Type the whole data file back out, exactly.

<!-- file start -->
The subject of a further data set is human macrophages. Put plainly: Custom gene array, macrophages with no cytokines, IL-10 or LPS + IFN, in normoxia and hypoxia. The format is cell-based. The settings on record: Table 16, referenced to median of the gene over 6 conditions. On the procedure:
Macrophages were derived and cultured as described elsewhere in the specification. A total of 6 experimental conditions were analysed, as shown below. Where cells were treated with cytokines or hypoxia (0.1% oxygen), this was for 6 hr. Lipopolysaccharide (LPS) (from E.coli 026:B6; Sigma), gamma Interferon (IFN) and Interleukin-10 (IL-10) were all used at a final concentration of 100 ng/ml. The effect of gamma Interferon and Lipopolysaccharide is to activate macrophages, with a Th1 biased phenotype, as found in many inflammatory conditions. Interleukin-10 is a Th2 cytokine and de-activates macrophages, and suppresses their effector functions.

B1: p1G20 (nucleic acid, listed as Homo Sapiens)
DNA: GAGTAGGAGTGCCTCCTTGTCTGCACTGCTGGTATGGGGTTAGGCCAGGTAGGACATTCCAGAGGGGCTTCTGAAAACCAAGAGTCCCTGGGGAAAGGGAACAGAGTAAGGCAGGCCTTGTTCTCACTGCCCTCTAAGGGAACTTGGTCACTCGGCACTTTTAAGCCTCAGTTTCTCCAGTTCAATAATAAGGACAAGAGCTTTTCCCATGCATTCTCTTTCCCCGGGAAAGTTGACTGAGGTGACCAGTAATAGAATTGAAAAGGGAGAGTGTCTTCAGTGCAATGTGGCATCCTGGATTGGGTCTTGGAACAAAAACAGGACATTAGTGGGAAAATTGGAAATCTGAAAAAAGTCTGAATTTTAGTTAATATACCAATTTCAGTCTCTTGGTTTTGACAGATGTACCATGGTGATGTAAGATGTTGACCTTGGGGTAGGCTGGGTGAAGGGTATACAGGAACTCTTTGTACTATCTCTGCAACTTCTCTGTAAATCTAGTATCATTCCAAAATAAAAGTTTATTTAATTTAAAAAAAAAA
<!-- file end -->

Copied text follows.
The subject of a further data set is human macrophages. Put plainly: Custom gene array, macrophages with no cytokines, IL-10 or LPS + IFN, in normoxia and hypoxia. The format is cell-based. The settings on record: Table 16, referenced to median of the gene over 6 conditions. On the procedure:
Macrophages were derived and cultured as described elsewhere in the specification. A total of 6 experimental conditions were analysed, as shown below. Where cells were treated with cytokines or hypoxia (0.1% oxygen), this was for 6 hr. Lipopolysaccharide (LPS) (from E.coli 026:B6; Sigma), gamma Interferon (IFN) and Interleukin-10 (IL-10) were all used at a final concentration of 100 ng/ml. The effect of gamma Interferon and Lipopolysaccharide is to activate macrophages, with a Th1 biased phenotype, as found in many inflammatory conditions. Interleukin-10 is a Th2 cytokine and de-activates macrophages, and suppresses their effector functions.

B1: p1G20 (nucleic acid, listed as Homo Sapiens)
DNA: GAGTAGGAGTGCCTCCTTGTCTGCACTGCTGGTATGGGGTTAGGCCAGGTAGGACATTCCAGAGGGGCTTCTGAAAACCAAGAGTCCCTGGGGAAAGGGAACAGAGTAAGGCAGGCCTTGTTCTCACTGCCCTCTAAGGGAACTTGGTCACTCGGCACTTTTAAGCCTCAGTTTCTCCAGTTCAATAATAAGGACAAGAGCTTTTCCCATGCATTCTCTTTCCCCGGGAAAGTTGACTGAGGTGACCAGTAATAGAATTGAAAAGGGAGAGTGTCTTCAGTGCAATGTGGCATCCTGGATTGGGTCTTGGAACAAAAACAGGACATTAGTGGGAAAATTGGAAATCTGAAAAAAGTCTGAATTTTAGTTAATATACCAATTTCAGTCTCTTGGTTTTGACAGATGTACCATGGTGATGTAAGATGTTGACCTTGGGGTAGGCTGGGTGAAGGGTATACAGGAACTCTTTGTACTATCTCTGCAACTTCTCTGTAAATCTAGTATCATTCCAAAATAAAAGTTTATTTAATTTAAAAAAAAAA